How long does it take a new site, in a new niche to get to 10,000 monthly page views?
Turns out it can take 10 months, without taking much of your time.
Let me tell you how I did it, and how Rafal and I are planning to do it again, with another new site, but without all my mistakes …
As mentioned, earlier, Maker Hacks, the site we are discussing here was in a brand new niche.
It’s a long time since I entered an entirely new niche, and without much help or existing assets to rely on. That said, it is also my hobby topic (making, 3d printing, electronics, robotics, etc). It helps when you have a lot of passion for the subject, and as we will see below, being a legitimate part of the community you are serving.
There is a danger in turning your hobby into something more. Years ago I had reasonably successful photography blog (not as successful as Digital Photography School, just a nice steady site). My passion for the topic waned when I got more involved in the business side, especially the Stock Photography community. It got too much work and not enough fun, and I backed off, eventually selling the site.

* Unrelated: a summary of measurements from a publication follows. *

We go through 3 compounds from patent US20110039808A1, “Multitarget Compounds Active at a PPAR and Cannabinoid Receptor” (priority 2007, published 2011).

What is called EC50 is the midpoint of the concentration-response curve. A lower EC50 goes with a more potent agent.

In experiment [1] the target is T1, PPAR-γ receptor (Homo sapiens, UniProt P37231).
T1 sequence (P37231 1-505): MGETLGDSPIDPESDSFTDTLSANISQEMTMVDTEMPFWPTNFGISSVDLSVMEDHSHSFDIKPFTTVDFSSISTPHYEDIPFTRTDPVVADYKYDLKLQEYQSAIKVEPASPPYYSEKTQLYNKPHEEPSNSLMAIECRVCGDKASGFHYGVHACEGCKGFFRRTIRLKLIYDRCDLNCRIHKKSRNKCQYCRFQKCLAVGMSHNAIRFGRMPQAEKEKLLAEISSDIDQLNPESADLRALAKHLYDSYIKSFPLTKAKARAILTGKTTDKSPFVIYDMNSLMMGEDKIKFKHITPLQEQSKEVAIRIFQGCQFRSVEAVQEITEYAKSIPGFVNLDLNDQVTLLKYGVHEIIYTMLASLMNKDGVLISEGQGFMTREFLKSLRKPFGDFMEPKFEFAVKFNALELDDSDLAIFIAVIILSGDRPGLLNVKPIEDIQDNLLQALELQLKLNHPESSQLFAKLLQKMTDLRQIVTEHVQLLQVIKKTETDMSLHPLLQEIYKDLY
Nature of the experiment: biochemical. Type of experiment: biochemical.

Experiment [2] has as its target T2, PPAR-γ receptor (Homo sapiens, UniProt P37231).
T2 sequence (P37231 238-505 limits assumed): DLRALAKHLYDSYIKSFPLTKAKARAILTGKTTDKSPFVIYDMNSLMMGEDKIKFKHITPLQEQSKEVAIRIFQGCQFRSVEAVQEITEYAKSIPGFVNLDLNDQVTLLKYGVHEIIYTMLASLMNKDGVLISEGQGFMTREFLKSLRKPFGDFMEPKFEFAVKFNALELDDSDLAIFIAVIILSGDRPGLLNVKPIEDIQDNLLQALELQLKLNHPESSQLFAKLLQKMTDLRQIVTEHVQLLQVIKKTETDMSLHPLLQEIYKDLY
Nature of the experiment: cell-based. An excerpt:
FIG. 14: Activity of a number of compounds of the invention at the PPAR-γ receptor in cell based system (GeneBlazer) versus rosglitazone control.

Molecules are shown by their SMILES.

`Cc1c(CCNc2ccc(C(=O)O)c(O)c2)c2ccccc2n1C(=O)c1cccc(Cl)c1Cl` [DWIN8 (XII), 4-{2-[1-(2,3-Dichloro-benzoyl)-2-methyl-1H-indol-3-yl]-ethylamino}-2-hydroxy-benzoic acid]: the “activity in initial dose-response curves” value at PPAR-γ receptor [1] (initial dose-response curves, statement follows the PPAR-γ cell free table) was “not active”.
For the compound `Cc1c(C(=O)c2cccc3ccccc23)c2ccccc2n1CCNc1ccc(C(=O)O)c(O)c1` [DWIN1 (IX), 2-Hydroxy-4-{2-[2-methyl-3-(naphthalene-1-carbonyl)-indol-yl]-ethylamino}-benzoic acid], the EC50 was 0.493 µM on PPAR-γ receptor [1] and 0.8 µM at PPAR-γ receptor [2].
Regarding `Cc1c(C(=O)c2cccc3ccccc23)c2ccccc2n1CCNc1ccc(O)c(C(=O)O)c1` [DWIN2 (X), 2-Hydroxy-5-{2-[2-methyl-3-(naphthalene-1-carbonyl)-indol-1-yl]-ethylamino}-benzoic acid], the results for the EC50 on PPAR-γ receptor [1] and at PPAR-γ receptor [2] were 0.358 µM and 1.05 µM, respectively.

Making things is how I unwind, it is a creative outlet. There is a lot of satisfaction from designing, building, tweaking, and teaching. Hopefully the variety of projects and facets will keep my interest high, and also the mistakes I made in the photography world will be avoided. We shall see.
The money I spend on the hobby usually coincides with affiliate and royalty cheques arriving. I joke that AWeber (via links from years ago) pay for my 3D printers. Ideally the site will eventually pay for itself, and cover the hobby too.
First, before setting up your new site, you need to know some things:
- Who you are going to serve.